• 13. rate of switching slowed down starting from 2004. For the last two years of our sample period, only 9 switching managers were identified. It is possible that we underestimate the actual number of switchers in 2005 and 2006. Given that our hedge fund data ends at year-end 2006, it could be the case that some recent switchers have yet to report in either of these two databases. We deal with this problem by limiting our sample to pe- riod before 2004 in the analysis in section 4. But even after acknowledging this potential downward bias, we still believe that the overall trend documented in Table 1 is plausible and representative. Due to the recent market turmoil and decreasing profit margin for many hedge fund trading strategies, the capital inflows to hedge fund industry have slowed down and the cases of hedge fund failure and reconstruction are increasing. It is thus not surprising to observe a decreasing trend of the migration from mutual funds to hedge funds. Table 1 also reports the time trend separately for the two types of switch- ing managers. Although we observe the most number of switches during the hedge fund booming period for both types of managers, the concentration of switch is more evident for the complete switchers. In contrast, the switch of side-by-side managers are much more evenly distributed over our sample period. In Panel B of Table 1, we report the distribution of switching managers among different hedge fund investment styles. The investment style that captures the most number of switching managers is Long/Short Equity (165), followed by Equity Market Neutral (33), Fixed Income (25), Fund of Funds (23), and Emerging Markets (15). Hence, more than 70% of switchers ended up managing equity hedge funds. Table 2 presents various managerial characteristics before they switched to the hedge fund industry. We present summary statistics separately for side-by-side managers (Panel A) and complete switchers (Panel B), and compare them to non-switchers (Panel 12
  • 14. C). For side-by-side managers, the mean (median) TNA under management is $1,050 million ($279 million), compared to $840 million ($156 million) for complete switchers and $1,600 million ($268 million) for non-switchers. Hence, side-by-side managers on average managed more mutual fund assets than the complete switchers. The average experience (measured by manager tenure) is about 3 years for both groups of switchers, comparable to the average for non-switchers. Regarding asset compositions, switching managers tend to have much higher proportion of equities (around 67%) in their port- folios than the non-switchers (54%). This suggests that equity fund managers are more likely to switch to the hedge fund industry. Table 2 also presents three measures of managerial performance during the five-year period prior to the switch: average monthly raw return, average monthly benchmark- adjusted return, and the 4-factor alpha. For each manager, we calculate the TNA- weighted average of returns across all funds under management. All performance mea- sures suggest that side-by-side managers delivered much better returns than the complete switchers and non-switchers. For example, the average 4-factor alpha for the side-by-side mangers is -0.05% on a monthly basis, compared to -0.22% for the complete switchers and -0.08% for non-switchers. Moreover, when comparing benchmark and factor adjusted returns, the complete switchers delivered much worse returns than the control group of non-switchers. In terms of 4-factor alpha, the complete switchers underperformed the non-switchers by 0.14% per month. Table 3 provides descriptive statistics on the hedge fund side for the switchers from mutual fund. We can see that both side-by-side managers and complete switchers man- age similar funds at least along the dimension we are examining. Median fund size of side-by-side managers of nine million is comparable to median fund size of complete 13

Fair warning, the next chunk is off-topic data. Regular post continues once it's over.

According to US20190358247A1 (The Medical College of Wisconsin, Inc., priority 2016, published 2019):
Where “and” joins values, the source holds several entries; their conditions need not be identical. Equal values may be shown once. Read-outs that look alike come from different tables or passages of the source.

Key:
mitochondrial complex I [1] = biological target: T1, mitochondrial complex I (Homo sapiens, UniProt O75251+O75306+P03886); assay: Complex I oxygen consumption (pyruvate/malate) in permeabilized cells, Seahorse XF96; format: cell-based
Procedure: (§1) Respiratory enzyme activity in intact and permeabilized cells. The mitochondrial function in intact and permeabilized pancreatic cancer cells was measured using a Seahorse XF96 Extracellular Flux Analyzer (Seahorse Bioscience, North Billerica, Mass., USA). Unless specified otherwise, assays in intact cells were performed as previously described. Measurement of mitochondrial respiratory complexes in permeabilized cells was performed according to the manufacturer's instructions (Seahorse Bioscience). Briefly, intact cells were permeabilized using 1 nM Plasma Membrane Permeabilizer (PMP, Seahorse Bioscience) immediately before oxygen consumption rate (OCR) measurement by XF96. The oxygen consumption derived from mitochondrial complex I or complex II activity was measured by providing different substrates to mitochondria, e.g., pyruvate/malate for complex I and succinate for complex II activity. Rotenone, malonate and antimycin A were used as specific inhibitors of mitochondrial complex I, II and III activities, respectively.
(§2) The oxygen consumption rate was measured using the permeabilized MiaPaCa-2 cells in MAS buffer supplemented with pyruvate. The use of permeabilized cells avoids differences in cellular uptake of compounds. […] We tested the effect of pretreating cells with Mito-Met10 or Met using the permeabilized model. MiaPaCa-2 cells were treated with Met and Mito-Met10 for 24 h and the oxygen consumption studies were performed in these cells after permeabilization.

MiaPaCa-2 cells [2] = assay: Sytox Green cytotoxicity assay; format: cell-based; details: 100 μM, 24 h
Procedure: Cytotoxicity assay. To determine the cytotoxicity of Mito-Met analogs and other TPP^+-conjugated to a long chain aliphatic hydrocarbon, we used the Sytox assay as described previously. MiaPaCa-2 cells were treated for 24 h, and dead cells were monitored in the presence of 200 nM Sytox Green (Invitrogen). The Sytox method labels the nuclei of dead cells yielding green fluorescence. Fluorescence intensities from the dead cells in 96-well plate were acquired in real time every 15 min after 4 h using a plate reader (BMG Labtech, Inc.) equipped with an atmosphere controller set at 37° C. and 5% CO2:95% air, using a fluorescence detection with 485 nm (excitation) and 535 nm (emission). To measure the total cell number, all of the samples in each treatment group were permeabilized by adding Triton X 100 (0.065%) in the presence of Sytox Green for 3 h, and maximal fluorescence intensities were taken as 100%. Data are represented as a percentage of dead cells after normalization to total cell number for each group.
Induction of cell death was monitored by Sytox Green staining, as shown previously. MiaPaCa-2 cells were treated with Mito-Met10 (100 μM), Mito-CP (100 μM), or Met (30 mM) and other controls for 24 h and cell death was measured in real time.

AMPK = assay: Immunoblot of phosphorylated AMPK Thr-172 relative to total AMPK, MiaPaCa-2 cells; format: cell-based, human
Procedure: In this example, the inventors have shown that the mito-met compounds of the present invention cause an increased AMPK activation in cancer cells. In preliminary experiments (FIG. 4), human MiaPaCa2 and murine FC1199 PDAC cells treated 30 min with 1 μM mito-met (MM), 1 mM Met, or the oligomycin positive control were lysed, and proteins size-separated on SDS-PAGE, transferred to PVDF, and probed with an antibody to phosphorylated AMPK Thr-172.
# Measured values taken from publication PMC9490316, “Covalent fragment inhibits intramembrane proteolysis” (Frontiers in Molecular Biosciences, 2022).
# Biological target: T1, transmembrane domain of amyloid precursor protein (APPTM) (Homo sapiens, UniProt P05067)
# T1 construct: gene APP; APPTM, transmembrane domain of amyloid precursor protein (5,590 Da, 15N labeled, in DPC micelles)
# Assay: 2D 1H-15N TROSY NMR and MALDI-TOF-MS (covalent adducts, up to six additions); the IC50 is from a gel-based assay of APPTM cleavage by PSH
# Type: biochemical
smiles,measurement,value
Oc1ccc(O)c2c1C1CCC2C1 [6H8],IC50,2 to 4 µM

• 15. switchers of eleven million. Minimum investment, lockup period, and incentive fee also appear to be comparable for both the groups. It appears that those who completely moved to hedge fund charge a higher management fee than side-by-side managers and this difference in mean of 0.09% is statistically significant. Having described the general characteristics of movers to the hedge fund industry, we now examine factors that explain the move. 4 What Explains Entry into Hedge Funds? In this section, we model the entry of mutual fund managers into hedge fund industry as a function of past characteristics of mutual fund managers. We use the panel data of mutual fund managers described before. For the managers that join the hedge fund industry, the entry variable is 1 in the year of entry and 0 before that. The manager is dropped from the sample once she joins the hedge fund. For the managers who never join a hedge fund the entry variable is 0 throughout. We model the entry variable through a logistic model. We use portfolio composition, trading behavior, performance of the mutual fund manager among other characteristics as explanatory variables in this model. If a mutual fund manager manages multiple funds, we take an average of the fund variables weighted by assets under management of each fund except when described otherwise. We include proportion invested by the managers in common stock as our explanatory variable. This portfolio composition variable is included to capture the style of the mutual fund manager. It is possible that if the hedge funds are looking to invest primarily in equities, they would want mutual fund managers with that experience. 14